Let us assume that retail gasoline drops by fifty cents a gallon.  Now the individual consumer may respond to taking two individual trips each six miles to the grocery store, for purposes of instant gratification, rather than waiting conscientiously and doing one trip. Hey, why not?  You want that box of crackers or that container of ice cream and you want it now!  Deferring gratification at a time of low prices is not inherent in human nature - at least, not in the West, and assuredly not in America.  [And you get a little bit of the reverse when prices climb, with consumers of heating oil dropping their thermostats or switching over to wood-pellet stoves, to consume less oil]. 

So what happens?  The producers pump that extra million barrels into the global system.  And millions of users respond by using "just a little bit more."  So no other producer gets shut out, as long as the  price drop of that inelastic good is sufficient to stimulate just that little bit of extra demand   spread out over millions of retail buyers.  Just a thought, anyway. 

Edited by Jan van Eck

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1 hour ago, Jan van Eck said:

William, I suggest that what you overlook is that there is no "step-aside" and that other oil ends up not being shut-in.  

You are looking at the volume of oil consumed as being a constant.  There is, however, the possibility that as more production hits, and prices drop to clear the market, the retail consumers end up consuming more!  And how is this, given that oil  (really, gasoline and heating oil) is an inelastic good? And I suggest that, even when an inelastic good, there is still "some" increase in consumption with a decrease in price.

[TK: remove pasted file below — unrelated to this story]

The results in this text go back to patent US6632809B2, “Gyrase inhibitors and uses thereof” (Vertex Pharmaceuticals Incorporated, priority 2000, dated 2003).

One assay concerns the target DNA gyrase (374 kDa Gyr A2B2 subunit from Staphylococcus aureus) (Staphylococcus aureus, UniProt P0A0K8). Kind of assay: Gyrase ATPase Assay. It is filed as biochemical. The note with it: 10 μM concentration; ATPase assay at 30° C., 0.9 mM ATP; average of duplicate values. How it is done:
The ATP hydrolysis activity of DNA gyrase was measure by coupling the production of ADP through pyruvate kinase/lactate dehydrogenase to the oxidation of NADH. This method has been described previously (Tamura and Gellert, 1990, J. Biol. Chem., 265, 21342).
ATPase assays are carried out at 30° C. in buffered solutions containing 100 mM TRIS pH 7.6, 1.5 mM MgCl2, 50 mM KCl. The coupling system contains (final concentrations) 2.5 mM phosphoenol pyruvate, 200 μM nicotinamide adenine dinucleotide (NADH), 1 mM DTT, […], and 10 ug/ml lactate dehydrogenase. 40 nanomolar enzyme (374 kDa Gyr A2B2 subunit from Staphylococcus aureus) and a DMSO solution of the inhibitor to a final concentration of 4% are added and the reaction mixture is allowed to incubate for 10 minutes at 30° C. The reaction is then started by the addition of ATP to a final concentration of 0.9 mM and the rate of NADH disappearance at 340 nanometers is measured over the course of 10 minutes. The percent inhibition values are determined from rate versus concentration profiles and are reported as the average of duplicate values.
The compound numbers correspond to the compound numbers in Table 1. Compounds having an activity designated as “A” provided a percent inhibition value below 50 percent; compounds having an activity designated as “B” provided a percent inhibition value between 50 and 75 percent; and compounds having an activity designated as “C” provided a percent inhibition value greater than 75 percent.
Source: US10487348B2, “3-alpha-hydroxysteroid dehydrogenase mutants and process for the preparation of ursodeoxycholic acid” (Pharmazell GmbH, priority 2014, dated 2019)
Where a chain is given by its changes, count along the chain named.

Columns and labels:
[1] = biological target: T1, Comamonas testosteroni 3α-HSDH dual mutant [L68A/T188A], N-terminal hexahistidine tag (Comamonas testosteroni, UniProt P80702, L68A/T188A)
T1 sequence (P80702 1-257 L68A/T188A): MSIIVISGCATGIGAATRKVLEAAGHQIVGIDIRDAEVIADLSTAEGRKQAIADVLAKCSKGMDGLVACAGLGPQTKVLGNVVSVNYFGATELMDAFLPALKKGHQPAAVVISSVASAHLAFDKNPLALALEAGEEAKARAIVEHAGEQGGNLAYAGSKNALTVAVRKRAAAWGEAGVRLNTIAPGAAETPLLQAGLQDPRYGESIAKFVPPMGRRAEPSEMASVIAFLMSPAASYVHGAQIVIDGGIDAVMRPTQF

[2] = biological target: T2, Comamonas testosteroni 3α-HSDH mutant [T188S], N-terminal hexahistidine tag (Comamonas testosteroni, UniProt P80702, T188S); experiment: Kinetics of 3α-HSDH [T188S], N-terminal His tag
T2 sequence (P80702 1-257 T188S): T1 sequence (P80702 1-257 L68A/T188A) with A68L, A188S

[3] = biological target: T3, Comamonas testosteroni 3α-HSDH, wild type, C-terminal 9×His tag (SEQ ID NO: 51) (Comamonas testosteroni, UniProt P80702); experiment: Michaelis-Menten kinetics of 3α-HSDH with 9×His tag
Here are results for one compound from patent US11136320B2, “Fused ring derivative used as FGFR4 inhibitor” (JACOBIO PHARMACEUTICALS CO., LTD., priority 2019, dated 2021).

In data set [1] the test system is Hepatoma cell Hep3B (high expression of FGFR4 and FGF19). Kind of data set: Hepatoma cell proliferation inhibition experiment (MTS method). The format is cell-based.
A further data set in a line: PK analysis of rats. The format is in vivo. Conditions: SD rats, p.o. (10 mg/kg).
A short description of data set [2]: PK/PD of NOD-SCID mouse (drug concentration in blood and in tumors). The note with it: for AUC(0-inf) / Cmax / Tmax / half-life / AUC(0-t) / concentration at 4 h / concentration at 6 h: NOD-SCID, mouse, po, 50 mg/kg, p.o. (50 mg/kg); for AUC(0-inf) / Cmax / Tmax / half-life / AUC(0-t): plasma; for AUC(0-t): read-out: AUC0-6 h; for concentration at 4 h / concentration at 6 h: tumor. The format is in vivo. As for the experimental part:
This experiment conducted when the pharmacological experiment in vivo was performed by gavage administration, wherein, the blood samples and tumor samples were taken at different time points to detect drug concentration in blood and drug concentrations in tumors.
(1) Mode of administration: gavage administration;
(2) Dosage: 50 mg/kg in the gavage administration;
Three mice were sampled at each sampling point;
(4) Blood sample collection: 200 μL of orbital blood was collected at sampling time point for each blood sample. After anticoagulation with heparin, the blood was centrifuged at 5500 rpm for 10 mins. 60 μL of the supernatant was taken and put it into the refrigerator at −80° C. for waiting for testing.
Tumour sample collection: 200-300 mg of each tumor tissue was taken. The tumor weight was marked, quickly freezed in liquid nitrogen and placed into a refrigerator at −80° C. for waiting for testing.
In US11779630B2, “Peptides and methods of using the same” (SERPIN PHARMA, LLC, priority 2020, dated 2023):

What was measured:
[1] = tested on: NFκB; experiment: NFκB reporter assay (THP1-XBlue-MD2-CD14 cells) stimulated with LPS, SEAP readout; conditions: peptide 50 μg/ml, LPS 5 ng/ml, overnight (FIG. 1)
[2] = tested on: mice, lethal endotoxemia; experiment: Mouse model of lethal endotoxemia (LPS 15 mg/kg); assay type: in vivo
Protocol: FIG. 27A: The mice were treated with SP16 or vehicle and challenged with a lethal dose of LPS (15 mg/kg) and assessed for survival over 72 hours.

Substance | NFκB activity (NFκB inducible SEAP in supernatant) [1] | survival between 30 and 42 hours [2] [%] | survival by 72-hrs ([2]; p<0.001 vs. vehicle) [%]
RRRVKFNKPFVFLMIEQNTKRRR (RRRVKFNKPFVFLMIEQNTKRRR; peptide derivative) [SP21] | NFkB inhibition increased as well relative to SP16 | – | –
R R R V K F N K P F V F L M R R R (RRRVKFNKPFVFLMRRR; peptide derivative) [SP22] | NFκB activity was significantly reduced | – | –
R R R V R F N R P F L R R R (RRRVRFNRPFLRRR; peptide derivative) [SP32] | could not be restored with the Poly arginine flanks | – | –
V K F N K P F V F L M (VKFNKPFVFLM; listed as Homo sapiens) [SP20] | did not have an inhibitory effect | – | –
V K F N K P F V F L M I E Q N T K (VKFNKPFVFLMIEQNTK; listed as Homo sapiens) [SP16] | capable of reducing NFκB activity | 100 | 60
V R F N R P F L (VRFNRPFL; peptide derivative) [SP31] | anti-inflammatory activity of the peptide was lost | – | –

Let us assume that retail gasoline drops by fifty cents a gallon.  Now the individual consumer may respond to taking two individual trips each six miles to the grocery store, for purposes of instant gratification, rather than waiting conscientiously and doing one trip. Hey, why not?  You want that box of crackers or that container of ice cream and you want it now!  Deferring gratification at a time of low prices is not inherent in human nature - at least, not in the West, and assuredly not in America.  [And you get a little bit of the reverse when prices climb, with consumers of heating oil dropping their thermostats or switching over to wood-pellet stoves, to consume less oil]. 

So what happens?  The producers pump that extra million barrels into the global system.  And millions of users respond by using "just a little bit more."  So no other producer gets shut out, as long as the  price drop of that inelastic good is sufficient to stimulate just that little bit of extra demand   spread out over millions of retail buyers.  Just a thought, anyway.